Rich Roth, Dignity Health’s chief strategic innovation officer, shares his thoughts on where healthcare is going and advice on how entrepreneurs can be successful in scaling up their businesses.
It’s clear that the role and function of health systems are changing with the introduction of new digital health technologies, reimbursement models and cultural shifts in the healthcare industry. At the front lines of this transition is Dignity Health Chief Strategic Innovation Officer Richard Roth who is charged with leading innovation efforts at one of the country’s largest health systems. That means developing processes to incorporate and scale up products, services and partnerships meant to improve access and outcomes, while reducing costs.
MedCity News caught up with him last month in San Francisco to talk about common pitfalls that trap digital health entrepreneurs and why he sees healthcare moving towards a membership model analogous to Netflix and Amazon Prime.
This conversation has been lightly edited for clarity.
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How have you seen the conversations you’re having with digital health companies changing as the industry has matured?
I think there’s been a couple phases. Phase one was ‘hey we have this amazing product that can help with a lot of different things.’ But when they entered with that product I don’t think many organizations realized the intricacies of dealing with the healthcare system. We don’t want a product that simply works for commercial consumers. The greatest challenges of our time are Medicare and Medicaid patients, they make up two-thirds of who we see. We need a product that can fit holistically and a product that can work within the clinical workflow. So your product really has to be white-labeled, integrated, part of a single-sign on or part of an overall continuum so that the physician doesn’t even think about an additional step.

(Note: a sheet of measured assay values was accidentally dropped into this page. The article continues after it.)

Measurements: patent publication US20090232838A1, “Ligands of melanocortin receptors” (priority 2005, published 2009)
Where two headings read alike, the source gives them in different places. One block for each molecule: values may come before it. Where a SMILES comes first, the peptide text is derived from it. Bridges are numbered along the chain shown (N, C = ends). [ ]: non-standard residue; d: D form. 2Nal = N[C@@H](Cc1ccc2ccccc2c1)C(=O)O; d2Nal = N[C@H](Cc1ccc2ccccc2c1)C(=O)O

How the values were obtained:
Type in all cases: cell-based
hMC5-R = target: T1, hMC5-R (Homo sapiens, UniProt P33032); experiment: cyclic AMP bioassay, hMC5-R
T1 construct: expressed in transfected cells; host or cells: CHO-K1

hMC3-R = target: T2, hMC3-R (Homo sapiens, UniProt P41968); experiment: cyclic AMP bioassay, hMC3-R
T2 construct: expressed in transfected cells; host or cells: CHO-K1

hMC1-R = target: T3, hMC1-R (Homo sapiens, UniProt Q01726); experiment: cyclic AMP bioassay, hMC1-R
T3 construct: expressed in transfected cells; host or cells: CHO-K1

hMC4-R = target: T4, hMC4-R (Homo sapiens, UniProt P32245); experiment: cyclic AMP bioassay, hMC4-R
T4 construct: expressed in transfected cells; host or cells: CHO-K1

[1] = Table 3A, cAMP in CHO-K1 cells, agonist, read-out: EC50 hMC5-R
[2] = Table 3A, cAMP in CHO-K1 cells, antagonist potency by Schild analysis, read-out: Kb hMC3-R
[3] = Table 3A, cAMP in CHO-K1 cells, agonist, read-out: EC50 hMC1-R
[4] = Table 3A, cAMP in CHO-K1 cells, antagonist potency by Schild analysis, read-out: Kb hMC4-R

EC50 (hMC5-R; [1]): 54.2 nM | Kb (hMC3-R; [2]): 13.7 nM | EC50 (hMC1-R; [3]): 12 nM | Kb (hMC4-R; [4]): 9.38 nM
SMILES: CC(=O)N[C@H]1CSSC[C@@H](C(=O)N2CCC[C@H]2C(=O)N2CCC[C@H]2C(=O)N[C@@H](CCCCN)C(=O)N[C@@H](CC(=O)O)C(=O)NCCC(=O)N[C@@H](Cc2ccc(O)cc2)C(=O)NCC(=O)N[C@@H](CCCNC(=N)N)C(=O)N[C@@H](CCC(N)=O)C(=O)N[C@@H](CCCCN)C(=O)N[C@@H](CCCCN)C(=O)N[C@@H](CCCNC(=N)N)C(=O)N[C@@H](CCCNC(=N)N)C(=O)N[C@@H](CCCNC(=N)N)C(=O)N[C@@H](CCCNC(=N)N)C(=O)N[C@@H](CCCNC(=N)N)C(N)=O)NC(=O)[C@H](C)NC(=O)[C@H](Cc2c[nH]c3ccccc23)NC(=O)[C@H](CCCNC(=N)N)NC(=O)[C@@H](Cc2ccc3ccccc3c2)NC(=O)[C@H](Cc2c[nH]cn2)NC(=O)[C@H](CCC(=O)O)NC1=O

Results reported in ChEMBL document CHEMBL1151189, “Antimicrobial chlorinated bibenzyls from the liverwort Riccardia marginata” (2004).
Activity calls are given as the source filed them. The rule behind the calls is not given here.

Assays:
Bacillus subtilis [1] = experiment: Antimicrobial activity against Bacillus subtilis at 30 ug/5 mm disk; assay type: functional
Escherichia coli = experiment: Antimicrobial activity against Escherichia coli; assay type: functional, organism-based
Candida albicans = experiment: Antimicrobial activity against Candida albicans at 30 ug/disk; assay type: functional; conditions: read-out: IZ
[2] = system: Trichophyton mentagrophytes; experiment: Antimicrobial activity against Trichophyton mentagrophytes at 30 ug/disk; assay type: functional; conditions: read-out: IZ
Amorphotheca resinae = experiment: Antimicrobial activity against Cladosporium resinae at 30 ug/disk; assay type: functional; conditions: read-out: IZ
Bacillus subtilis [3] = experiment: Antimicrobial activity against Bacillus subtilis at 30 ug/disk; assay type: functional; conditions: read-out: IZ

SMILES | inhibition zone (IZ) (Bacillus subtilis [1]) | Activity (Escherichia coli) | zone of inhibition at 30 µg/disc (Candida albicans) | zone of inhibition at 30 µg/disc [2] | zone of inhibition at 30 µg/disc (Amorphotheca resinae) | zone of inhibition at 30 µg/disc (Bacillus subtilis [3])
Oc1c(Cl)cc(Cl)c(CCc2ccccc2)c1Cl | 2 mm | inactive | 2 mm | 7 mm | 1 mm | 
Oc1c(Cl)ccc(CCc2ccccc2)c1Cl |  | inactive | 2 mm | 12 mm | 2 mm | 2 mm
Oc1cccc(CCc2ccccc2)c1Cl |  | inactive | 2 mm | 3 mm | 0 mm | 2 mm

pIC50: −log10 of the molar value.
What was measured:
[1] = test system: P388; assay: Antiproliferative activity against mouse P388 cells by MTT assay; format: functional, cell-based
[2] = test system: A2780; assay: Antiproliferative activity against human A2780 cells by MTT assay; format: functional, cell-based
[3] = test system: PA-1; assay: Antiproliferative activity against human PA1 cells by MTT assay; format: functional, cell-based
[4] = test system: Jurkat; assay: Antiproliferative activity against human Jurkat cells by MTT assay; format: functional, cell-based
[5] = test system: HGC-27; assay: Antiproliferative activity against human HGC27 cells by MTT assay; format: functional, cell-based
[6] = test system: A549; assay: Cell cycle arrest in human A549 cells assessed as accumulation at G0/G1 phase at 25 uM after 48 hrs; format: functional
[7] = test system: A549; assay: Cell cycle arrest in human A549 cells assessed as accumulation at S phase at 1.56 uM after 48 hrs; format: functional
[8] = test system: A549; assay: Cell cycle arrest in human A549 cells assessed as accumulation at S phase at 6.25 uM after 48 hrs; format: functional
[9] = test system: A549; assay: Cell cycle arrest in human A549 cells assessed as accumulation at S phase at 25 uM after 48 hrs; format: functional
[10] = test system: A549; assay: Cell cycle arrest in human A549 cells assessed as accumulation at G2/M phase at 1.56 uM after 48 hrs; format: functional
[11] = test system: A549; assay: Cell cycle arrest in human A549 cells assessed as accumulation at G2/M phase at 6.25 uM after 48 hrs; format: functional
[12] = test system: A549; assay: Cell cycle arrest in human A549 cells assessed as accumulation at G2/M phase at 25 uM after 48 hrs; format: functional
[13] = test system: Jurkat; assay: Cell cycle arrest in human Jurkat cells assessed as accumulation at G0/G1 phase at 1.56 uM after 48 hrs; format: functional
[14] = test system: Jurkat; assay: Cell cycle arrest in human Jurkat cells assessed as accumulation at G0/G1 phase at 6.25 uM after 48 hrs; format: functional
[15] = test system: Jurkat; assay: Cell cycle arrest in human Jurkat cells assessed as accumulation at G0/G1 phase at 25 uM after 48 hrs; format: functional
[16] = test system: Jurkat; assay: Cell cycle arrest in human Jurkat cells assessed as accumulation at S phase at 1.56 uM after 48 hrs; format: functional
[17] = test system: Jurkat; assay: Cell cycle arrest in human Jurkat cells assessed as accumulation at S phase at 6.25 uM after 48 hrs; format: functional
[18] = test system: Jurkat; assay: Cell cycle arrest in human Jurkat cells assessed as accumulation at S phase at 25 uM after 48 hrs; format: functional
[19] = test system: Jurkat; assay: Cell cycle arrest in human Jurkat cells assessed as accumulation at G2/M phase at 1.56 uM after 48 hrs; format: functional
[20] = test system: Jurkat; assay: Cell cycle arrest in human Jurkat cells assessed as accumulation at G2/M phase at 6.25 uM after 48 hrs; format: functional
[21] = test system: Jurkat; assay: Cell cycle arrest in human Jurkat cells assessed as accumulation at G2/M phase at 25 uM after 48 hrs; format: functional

The second hurdle has been evidence. A lot of these entrepreneurs came out of Google or Apple and so they are amazing designers and engineers creating great products, but products without evidence don’t convince healthcare systems to do a mass implementation. Moving forward, success means you’ve got an amazing product that you understand you’re part of a continuum, you’re committed to making your data available to prove out your solution and you’ve created a solution that can treat care everybody not just the person who walks 10,000 steps and wants to go to 15,000 steps.
Startup founders often complain about long sales cycles that can sink smaller companies, how have you created a system that allows these products to scale up internally?
We do a couple of things. One is we really focus with three to five organizations at any given time. I think what people don’t appreciate is when you’re doing a legal contract or IT security, no one has experience with something that is on your Apple Watch then goes into the cloud then shares its data with other people and then has a social network created around There’s no singular individual they can say yes to that in any type of organization.
I think the common mistakes for these young companies are that they don’t know who they’re working with in the organization. They may be working with someone who can get a pilot done, but don’t understand the broader ecosystem in the organization to create something that’s lasting and sustainable. If you’re in on a research grant, if you’re in on a innovation pilot, then you’re not really in.
What I say to young organizations that we bring in is that we’re going to make you enterprise ready: We’re going to invest upfront, we’re going to design studies to make sure you’re effective, we’re going to bring in our corporate development people in a given area and we’re going to experiment, learn and hopefully scale over time if it works. But we’re all going to be on the same page on how long things will take, what we will measure and what the process is.
One of the big trends we’ve seen is the consumerization of healthcare, how is Dignity trying to lean into that shift?